“Our profession is based on knowledge and experience. It has the longest apprenticeship of any profession. Not until thirty do you start to be useful as a translator, not until fifty do you start to be in your prime.

The first stage of the career pyramid – the apprenticeship stage – is the time we devote to investing in ourselves by acquiring knowledge and experience of life.

Let me propose a life path: grandparents of different nationalities, a good school education in which you learn to read, write, spell, construe and love your own language. Then roam the world, make friends, see life.

Go back to education, but to take a technical or commercial degree, not a language degree. Spend the rest of your twenties and your early thirties in the countries whose languages you speak, working in industry or commerce but not directly in languages.

Never marry into your own nationality. Have your children. Then back to a postgraduate translation course. A staff job as a translator, and then go freelance.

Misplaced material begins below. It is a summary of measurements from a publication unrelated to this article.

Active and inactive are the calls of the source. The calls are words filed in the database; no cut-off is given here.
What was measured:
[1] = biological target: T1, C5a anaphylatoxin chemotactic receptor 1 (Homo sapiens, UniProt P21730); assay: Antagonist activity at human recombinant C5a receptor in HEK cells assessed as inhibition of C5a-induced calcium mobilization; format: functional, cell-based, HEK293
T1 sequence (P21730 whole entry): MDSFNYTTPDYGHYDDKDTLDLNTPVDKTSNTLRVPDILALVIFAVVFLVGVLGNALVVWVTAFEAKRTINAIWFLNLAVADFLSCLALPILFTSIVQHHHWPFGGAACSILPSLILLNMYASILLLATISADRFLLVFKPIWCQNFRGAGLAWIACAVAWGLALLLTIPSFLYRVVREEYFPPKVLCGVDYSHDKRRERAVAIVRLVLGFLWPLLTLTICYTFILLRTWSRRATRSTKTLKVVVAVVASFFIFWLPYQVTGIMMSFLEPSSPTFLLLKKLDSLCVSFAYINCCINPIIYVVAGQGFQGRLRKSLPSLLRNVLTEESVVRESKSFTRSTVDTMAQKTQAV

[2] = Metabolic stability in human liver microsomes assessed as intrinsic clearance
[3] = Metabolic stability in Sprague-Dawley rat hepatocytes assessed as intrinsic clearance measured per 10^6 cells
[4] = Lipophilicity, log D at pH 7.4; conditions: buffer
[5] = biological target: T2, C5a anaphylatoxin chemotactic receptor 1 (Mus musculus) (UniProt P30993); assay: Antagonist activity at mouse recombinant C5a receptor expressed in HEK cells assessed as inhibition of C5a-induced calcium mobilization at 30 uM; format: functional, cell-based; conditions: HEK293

By which time you are forty and ready to begin”.
(Lanna Castellano, 1988)

That’s a hard path to follow. I’ve been trying for years to convince my grandparents to re-incarnate and give me an exotically foreign lineage – Russian-Portuguese on my mother’s side, perhaps, and French-Chinese on my father’s – but they remain stubbornly Irish-Scottish. And not even Gaelic-speaking!

Tips for translators

But you can be a good translator even if you don’t meet all of Lanna’s stringent criteria. Here are some tips that might help:

  • Love language, especially your own. And keep studying it.
  • Learn to write well.
  • Learn about and study your passive language and the culture it comes from.
  • Only translate into your own language.
  • Select a specialist area of expertise, and study and be prepared to learn more about your specialist subject. Constantly.